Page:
The contributed surplus is the amount of capital from the issuance of shares over the par value. Otherwise called additional paid-in capital, the surplus is kept in shareholders' equity on the balance sheet.
Breaking Down Contributed Surplus
Initially, a share issuance of common shares will be allocated into two containers — one for common stock, the other for extra paid-in capital or contributed surplus. For instance, ABC Inc. issues 100,000 $1 par value common shares at $15 per share. The company gets $1.5 million (100,000 shares x $15), $100,000 (100,000 shares x $1) of which is allocated to common stock and the balance of $1.4 million ((100,000 x ($15-$1)) to contributed surplus. Subsequent share issuances, repurchases, share-based compensation, and related tax effects are kept in the contributed surplus account. These changes are accounted for on a company's consolidated statement of equity. The balance toward the finish of a period shows up as "common stock and extra paid-in capital" (or by a substantially comparative name) on the balance sheet.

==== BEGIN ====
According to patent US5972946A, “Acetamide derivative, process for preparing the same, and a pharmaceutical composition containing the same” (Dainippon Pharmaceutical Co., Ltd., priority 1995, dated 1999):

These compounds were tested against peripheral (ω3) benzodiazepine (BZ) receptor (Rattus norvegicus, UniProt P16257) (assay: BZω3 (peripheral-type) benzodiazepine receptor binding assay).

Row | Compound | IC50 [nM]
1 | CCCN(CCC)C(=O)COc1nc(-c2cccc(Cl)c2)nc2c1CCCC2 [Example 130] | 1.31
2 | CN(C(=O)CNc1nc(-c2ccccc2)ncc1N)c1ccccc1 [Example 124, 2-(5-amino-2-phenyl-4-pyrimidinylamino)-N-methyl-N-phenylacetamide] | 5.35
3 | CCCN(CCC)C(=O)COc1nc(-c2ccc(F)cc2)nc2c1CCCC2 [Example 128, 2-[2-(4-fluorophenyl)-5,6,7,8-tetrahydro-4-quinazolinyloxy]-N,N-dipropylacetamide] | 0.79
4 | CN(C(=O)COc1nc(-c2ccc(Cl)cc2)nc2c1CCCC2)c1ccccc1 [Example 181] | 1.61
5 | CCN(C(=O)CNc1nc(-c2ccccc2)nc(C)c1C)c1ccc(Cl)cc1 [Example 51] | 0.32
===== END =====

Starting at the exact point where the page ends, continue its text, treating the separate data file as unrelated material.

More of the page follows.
Illustration of Contributed Surplus
Cisco Systems, Inc. had around $45.3 billion of common stock and extra paid-in capital as of the of its fiscal year 2017. The company began the fiscal year with a balance of $44.5 billion as seen on the consolidated statement of equity. During the fiscal year, 2017 Cisco issued $708 million of common stock, repurchased $1.05 billion of common stock, repurchased $619 million worth of shares for tax withholdings on vesting of restricted stock units, paid $1.54 billion in share-based compensation and issued $168 million in stock for acquisitions.
Note: The other major part of Shareholders' Equity is retained earnings. Retained earnings is comprehensively defined as net income less dividends paid if any. The contributed surplus is now and again misinterpreted as an account where "surplus" money (i.e., revenue in excess of all expenses) sits. It is the "contributed" part of the term that will be associated with investments by shareholders.